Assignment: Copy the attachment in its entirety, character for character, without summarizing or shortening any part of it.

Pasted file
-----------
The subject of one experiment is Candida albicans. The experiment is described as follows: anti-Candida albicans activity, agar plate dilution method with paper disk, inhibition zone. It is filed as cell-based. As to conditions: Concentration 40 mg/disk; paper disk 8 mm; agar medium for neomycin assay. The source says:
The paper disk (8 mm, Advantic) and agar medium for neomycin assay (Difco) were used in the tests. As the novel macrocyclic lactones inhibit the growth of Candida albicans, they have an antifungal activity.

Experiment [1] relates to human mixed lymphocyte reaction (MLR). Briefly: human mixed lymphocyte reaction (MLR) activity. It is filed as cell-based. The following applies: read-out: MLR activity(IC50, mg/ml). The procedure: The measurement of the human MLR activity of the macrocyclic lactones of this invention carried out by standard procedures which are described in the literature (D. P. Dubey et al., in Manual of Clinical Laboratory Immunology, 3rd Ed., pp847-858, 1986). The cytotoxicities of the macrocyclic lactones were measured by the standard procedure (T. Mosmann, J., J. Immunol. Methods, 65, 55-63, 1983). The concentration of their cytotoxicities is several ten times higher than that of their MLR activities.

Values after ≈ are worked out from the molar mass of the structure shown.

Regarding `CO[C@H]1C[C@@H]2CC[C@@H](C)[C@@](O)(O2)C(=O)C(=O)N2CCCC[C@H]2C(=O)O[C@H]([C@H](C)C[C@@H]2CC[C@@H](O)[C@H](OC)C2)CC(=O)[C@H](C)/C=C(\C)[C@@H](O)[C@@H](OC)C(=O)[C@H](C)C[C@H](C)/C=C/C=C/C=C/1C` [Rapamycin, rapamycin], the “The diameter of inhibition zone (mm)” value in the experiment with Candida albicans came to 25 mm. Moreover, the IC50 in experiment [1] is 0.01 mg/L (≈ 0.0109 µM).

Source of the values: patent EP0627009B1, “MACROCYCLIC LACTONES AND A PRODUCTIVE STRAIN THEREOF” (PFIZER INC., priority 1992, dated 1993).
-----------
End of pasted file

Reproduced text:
The subject of one experiment is Candida albicans. The experiment is described as follows: anti-Candida albicans activity, agar plate dilution method with paper disk, inhibition zone. It is filed as cell-based. As to conditions: Concentration 40 mg/disk; paper disk 8 mm; agar medium for neomycin assay. The source says:
The paper disk (8 mm, Advantic) and agar medium for neomycin assay (Difco) were used in the tests. As the novel macrocyclic lactones inhibit the growth of Candida albicans, they have an antifungal activity.

Experiment [1] relates to human mixed lymphocyte reaction (MLR). Briefly: human mixed lymphocyte reaction (MLR) activity. It is filed as cell-based. The following applies: read-out: MLR activity(IC50, mg/ml). The procedure: The measurement of the human MLR activity of the macrocyclic lactones of this invention carried out by standard procedures which are described in the literature (D. P. Dubey et al., in Manual of Clinical Laboratory Immunology, 3rd Ed., pp847-858, 1986). The cytotoxicities of the macrocyclic lactones were measured by the standard procedure (T. Mosmann, J., J. Immunol. Methods, 65, 55-63, 1983). The concentration of their cytotoxicities is several ten times higher than that of their MLR activities.

Values after ≈ are worked out from the molar mass of the structure shown.

Regarding `CO[C@H]1C[C@@H]2CC[C@@H](C)[C@@](O)(O2)C(=O)C(=O)N2CCCC[C@H]2C(=O)O[C@H]([C@H](C)C[C@@H]2CC[C@@H](O)[C@H](OC)C2)CC(=O)[C@H](C)/C=C(\C)[C@@H](O)[C@@H](OC)C(=O)[C@H](C)C[C@H](C)/C=C/C=C/C=C/1C` [Rapamycin, rapamycin], the “The diameter of inhibition zone (mm)” value in the experiment with Candida albicans came to 25 mm. Moreover, the IC50 in experiment [1] is 0.01 mg/L (≈ 0.0109 µM).

Source of the values: patent EP0627009B1, “MACROCYCLIC LACTONES AND A PRODUCTIVE STRAIN THEREOF” (PFIZER INC., priority 1992, dated 1993).